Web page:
hm inspectors have said there is evidence of improvement in some aspects of Dales Park School’s work - but more remains to be done.
In a follow-up report following an inspection of the school in May last year, inspectors said that while the school was making steady progress with Curriculum for Excellence, attainment in reading and writing still required improvement.
Dales Park School had a number of wide-ranging areas for improvement to address following the original inspection.
The latest report states: “Children in the nursery class are motivated to learn through exploration and discovery as soon as they arrive each day.
“A range of activities is available for them including seed planting and expressive art activities such as painting and music.
“Almost all children in the primary school are also engaged by the learning experiences which the staff plan for them.
“Children enjoy fun activities linked to events such as World Book Day, where they are encouraged to come to school dressed as their favourite character from a book.
“Overall, although a promising start has been made, the school should continue the work it has begun to improve attainment in reading and writing.
“Children are being encouraged to achieve in a range of different ways.
“The pupil council has been successful in making some improvements to the school and children now take the opportunity to use a suggestion box to propose new activities in the school.
“Staff in the nursery class and primary school have been making steady progress with Curriculum for Excellence.
“The recent move of the P1/P2 class from the nursery area to beside the P2/P3 class has resulted in children making quicker progress in their learning as a result of working beside older peers.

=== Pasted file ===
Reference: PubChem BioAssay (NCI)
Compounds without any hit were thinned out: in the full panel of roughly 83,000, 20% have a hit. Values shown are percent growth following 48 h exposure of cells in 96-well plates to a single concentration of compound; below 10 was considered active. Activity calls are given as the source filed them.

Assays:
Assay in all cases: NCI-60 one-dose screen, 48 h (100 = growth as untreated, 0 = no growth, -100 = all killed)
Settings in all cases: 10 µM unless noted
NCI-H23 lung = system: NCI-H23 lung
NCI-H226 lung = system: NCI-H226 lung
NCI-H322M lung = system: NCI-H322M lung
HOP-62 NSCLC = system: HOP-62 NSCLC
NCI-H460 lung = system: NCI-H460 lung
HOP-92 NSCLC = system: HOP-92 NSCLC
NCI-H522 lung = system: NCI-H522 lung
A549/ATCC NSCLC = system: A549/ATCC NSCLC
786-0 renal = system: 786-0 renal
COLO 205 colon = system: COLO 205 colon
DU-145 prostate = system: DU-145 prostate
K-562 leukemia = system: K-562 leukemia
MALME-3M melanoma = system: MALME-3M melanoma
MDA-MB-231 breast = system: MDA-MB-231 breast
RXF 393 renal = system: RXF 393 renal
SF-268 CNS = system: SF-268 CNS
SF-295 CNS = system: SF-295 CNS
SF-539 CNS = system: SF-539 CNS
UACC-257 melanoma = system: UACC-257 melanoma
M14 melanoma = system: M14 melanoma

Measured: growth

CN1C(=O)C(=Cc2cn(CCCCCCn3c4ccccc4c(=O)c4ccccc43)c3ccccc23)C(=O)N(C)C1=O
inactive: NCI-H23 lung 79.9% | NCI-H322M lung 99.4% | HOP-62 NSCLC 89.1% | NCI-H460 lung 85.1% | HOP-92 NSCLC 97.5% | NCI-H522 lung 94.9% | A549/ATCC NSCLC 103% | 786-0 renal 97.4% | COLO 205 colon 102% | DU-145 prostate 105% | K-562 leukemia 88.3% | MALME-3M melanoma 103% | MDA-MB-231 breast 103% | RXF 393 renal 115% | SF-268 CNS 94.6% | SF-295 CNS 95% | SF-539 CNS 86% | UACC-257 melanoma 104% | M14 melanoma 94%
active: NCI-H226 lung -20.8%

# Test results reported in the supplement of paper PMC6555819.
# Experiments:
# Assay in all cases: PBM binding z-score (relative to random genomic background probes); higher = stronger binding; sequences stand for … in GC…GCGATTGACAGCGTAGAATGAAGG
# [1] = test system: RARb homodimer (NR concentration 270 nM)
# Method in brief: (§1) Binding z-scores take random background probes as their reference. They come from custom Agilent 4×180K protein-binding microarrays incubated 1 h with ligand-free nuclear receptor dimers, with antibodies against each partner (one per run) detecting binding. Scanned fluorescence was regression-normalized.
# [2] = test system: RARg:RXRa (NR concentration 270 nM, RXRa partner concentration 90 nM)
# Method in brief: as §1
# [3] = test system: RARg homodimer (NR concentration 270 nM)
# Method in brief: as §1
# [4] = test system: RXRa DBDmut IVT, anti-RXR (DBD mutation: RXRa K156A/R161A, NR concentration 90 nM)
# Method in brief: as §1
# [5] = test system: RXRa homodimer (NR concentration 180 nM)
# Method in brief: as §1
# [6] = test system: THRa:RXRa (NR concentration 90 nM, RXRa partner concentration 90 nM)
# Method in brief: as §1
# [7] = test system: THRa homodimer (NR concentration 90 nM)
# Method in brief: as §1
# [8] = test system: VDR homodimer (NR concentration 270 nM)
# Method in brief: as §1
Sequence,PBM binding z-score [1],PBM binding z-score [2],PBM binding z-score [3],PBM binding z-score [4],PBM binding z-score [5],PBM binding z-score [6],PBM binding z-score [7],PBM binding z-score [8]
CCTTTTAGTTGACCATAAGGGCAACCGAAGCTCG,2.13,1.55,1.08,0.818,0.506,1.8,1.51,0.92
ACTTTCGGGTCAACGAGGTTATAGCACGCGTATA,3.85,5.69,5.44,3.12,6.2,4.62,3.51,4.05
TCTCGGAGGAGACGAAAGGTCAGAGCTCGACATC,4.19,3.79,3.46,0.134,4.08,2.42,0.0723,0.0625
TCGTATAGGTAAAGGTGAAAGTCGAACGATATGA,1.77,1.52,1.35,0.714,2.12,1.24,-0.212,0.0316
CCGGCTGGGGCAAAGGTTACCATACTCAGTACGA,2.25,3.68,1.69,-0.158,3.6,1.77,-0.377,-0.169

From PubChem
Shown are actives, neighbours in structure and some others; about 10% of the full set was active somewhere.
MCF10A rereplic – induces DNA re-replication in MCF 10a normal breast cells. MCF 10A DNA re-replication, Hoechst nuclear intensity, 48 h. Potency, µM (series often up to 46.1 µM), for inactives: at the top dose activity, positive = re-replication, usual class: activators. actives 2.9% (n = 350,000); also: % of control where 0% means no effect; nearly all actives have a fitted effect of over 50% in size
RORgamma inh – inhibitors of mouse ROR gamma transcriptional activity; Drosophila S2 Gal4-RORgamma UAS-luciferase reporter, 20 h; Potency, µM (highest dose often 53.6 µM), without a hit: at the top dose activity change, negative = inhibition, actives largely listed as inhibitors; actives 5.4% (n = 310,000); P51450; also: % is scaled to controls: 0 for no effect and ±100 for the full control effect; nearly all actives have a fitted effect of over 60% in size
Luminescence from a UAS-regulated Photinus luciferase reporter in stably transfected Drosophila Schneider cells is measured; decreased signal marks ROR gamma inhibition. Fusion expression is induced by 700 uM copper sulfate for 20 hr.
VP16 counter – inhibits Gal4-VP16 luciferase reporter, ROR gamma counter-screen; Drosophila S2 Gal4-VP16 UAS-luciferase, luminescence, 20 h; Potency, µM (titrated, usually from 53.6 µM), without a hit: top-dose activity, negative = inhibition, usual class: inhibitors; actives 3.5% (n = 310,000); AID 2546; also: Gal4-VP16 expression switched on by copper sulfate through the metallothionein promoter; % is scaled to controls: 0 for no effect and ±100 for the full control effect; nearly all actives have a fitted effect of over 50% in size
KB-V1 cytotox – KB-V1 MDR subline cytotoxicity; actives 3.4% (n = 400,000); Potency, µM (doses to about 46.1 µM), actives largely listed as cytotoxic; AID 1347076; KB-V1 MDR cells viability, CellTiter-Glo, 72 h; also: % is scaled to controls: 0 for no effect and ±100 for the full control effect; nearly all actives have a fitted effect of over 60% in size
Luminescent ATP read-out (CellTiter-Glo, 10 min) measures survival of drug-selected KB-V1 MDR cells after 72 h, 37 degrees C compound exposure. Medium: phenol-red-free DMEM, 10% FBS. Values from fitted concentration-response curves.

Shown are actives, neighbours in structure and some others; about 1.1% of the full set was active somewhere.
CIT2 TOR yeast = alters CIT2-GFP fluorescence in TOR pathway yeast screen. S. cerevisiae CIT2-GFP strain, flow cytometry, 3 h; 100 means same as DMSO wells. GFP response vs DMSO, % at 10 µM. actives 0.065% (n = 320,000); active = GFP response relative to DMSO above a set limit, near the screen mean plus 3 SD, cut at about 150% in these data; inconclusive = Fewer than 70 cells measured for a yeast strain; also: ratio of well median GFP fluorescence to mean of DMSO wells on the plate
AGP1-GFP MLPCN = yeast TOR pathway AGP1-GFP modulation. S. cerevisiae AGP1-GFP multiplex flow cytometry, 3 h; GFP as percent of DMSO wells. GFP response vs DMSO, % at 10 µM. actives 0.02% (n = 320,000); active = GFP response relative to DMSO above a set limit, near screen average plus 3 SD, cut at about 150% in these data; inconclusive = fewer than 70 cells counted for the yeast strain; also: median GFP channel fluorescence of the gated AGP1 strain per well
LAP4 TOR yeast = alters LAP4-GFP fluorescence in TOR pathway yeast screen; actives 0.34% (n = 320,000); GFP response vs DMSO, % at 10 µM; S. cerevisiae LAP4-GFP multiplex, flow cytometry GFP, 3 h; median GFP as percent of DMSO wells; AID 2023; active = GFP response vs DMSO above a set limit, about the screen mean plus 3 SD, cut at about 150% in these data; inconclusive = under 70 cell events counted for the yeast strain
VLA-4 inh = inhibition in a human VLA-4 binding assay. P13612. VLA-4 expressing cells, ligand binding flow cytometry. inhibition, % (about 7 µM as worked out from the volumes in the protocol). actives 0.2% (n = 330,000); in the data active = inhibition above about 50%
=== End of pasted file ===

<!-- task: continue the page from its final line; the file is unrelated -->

“All children in the school now receive at least two hours of high-quality physical education per week.”
The report continues: “Staff have been involved in discucssions about school improvement throughout the school year and are now more involved in the life of the school.
“The school has been looking again at its vision and values, involving staff, parents and children.
“Children are being encouraged to have a pride in their school and themselves. They are now more directly involved in their learning than they were previously.
“They feel they can now approach teachers at any time to make suggestions about the work of the class.
“More, however, could be done to involve the parent council in improving the school, including taking proposals to them for their comment and approval.
“The school has been working hard to involve parents more in the life of the school other than at parents’ evenings.
“Parents appreciate the recent developments in communication from the school including the sending of text messages to remind them about events and distributing the school newsletter by email.”
The inspectors add: “There is evidence of improvement in some aspects of the school’s work.
“More remains to be done to ensure improvement through self-evaluation and that the school is meeting young people’s learning needs consistently well.
“We will continue to engage with the school and the education authority in monitoring progress and will carry out another follow-through visit within 12 months.”